“If I could just come in, I swear I’ll leave. Won’t take nothin’ but a memory. From the house that built me.” –Miranda Lambert
One of my closest friends once wrote that home changes when you leave it. Not physically, not from anything observed. But it just changes. And I always fought that–because home has always been precious to me, something no one could take away. A constant get-away from even the worst days the world can throw. Until it stopped being that.
It’s intangible and impossible to partially realize the process…until the awful/beautiful realization in its entirety hits you. Running after a home that only lives on in your memories of childhood, yet in reality, is no longer a reality–along with that childhood. Things don’t say the same because we don’t stay the same. Home, at that overwhelming moment, becomes something up for grabs, something we have to reclaim as we begin to become able to separate ourselves from who we were to who we are and are still becoming. And that’s a really (REALLY) difficult and vulnerable place to be in… but it’s also a really (REALLY) defining place to be in as well, and I’m finding that so much of who we are belongs to the home we leave and the new one we choose– whenever we’re ready to do so.
To say that I’m thankful for the past year would be an insult to how much I owe to it. In review, I’ve gotten to finish out my collegiate tennis career with some of the best people this world has ever produced (my team), gotten to learn a bit more about what the business world actually looks like, and I’ve gotten to see REAL ways to help REAL people in REAL communities through the confusing and complex world of economic development. It’s been an incredible ride–but let me just say that in the process of all the good things, it has absolutely sucked in between. A struggle, yes. But the best experiences in my life up to this point have come at the cost of others, and in the midst of all the internal grunge from this past year, I stand on my already stated words: I’m incredibly thankful. Because every pothole in the road has built a freaking sturdy faith in me, one that knows far better than to trust in myself for anything, especially strength. And I realized during this portion of life that I’m ready–for the first time– to claim the rest of my story by ending the chapters behind me.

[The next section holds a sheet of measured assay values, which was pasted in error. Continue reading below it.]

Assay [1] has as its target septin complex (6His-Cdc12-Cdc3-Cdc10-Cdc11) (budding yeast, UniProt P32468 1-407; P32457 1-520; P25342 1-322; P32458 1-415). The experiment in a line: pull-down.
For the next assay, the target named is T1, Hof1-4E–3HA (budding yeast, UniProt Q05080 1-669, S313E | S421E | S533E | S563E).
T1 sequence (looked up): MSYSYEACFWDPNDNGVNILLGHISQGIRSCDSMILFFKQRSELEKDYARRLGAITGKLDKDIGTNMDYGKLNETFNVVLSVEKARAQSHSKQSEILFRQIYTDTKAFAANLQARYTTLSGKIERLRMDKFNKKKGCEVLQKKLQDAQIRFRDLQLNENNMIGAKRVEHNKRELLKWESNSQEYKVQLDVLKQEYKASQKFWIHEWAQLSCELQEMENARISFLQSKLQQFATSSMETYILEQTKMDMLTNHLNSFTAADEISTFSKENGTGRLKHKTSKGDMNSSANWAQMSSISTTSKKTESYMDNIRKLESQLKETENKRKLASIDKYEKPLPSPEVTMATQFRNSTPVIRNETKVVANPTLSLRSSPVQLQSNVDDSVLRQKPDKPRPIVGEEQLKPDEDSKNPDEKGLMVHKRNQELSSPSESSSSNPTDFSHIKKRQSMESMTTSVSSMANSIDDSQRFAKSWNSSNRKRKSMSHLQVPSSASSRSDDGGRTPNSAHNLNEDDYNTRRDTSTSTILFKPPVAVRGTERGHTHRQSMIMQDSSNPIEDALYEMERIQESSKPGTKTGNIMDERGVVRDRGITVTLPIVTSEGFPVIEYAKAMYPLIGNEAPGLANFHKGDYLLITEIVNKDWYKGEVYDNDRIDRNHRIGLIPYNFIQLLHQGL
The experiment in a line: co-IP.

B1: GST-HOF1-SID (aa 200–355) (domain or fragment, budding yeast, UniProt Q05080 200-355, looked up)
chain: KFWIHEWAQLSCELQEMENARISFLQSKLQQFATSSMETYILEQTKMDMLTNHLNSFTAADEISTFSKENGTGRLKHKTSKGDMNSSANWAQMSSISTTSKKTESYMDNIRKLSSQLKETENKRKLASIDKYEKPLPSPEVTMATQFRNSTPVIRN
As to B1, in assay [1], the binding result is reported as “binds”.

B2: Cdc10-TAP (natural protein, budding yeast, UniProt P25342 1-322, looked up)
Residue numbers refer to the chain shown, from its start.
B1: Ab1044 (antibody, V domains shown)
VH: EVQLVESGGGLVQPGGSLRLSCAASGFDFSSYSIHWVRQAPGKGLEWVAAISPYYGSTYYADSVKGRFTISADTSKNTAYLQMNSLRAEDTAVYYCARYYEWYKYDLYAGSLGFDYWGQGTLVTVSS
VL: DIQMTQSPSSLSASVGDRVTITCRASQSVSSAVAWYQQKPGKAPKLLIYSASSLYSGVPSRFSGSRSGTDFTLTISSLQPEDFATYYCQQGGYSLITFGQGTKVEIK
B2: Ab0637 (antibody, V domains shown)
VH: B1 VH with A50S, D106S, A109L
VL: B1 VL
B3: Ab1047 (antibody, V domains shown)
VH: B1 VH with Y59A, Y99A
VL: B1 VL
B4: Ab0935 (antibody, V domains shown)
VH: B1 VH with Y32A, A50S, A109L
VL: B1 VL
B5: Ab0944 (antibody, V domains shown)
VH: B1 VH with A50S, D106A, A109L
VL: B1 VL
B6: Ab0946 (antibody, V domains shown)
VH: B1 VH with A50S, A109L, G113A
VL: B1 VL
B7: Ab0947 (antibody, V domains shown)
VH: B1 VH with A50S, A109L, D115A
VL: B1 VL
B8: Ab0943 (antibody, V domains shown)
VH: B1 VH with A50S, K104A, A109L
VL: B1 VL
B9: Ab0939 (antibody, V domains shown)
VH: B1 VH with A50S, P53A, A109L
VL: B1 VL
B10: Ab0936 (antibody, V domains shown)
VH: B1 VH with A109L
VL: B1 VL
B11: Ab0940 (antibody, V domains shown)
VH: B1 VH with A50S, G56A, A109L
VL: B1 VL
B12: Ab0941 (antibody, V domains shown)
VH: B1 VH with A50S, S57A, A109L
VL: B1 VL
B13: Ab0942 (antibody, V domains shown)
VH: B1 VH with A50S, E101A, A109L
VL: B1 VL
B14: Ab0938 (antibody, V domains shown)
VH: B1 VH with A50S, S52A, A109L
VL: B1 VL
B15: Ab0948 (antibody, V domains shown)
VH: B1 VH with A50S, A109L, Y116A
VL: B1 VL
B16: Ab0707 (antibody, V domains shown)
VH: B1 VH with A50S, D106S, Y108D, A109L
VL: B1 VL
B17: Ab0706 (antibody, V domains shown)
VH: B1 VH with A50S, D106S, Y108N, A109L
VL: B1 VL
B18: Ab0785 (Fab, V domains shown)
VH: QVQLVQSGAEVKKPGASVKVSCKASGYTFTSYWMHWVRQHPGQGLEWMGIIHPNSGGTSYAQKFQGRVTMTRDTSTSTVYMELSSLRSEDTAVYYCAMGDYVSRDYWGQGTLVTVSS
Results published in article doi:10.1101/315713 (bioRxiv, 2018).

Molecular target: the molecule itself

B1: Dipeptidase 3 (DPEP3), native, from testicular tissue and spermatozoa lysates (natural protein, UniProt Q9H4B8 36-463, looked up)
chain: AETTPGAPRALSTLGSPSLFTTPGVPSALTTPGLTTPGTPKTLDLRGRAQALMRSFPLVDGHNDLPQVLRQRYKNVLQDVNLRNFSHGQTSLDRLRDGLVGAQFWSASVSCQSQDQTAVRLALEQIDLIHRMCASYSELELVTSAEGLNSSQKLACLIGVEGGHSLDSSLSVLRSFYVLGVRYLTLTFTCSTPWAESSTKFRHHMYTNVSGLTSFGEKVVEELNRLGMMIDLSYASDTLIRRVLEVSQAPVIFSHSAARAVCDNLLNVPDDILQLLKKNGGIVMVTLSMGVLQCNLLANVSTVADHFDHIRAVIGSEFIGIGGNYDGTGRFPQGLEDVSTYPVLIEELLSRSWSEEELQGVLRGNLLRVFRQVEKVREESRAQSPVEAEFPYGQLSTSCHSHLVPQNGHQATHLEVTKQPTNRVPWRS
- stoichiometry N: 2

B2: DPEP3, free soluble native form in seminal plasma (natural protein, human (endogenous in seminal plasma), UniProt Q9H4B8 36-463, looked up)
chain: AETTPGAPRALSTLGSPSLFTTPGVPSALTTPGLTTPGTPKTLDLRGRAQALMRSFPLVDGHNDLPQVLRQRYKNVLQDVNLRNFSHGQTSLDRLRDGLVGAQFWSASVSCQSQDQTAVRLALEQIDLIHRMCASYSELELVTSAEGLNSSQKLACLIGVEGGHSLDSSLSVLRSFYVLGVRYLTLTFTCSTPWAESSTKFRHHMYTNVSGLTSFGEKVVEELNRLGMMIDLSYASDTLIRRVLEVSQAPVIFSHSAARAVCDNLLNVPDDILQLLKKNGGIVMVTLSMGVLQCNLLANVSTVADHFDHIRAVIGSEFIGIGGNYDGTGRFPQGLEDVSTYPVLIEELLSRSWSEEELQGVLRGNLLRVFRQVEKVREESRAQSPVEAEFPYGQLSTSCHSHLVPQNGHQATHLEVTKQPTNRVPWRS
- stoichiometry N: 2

A friend sent me this timely, encouraging message the other morning that read:
“In Deut. 30, Moses’ leadership of the Israelites is coming to an end Joshua’s is about to begin. Moses gave everyone God’s guidelines for “life and prosperity, death and destruction” (27:1-30:20) and to Joshua he gave a charge that I pray we always remember and lean on in tough times: “Be strong and courageous. Do not be afraid or terrified because of _____, for the Lord goes with you; He will never leave you nor forsake you.” (31:6)”
There are few times in life that I can ever claim to feel like Moses, but the moment I read this message was one of them. The end of an era is the beginning of another–both for you and those that will go after you. This simple, powerful reminder affirmed that it’s time to shift from a Moses to a Joshua in my life. Indeed, just like Miranda’s words, I got lost in this world, in the abyss of early twenties. Between leaving one home and finding the next. No matter how many times I touch the home I once knew, I won’t feel “it”. I won’t find myself there… because I’m no longer there. The person I’m looking for is not the person I am now. I’m something different, something changed, something ready to claim a newness of self that can’t be held in a memory’s frame. And with that newness of self comes a newness of place to plant “me” in.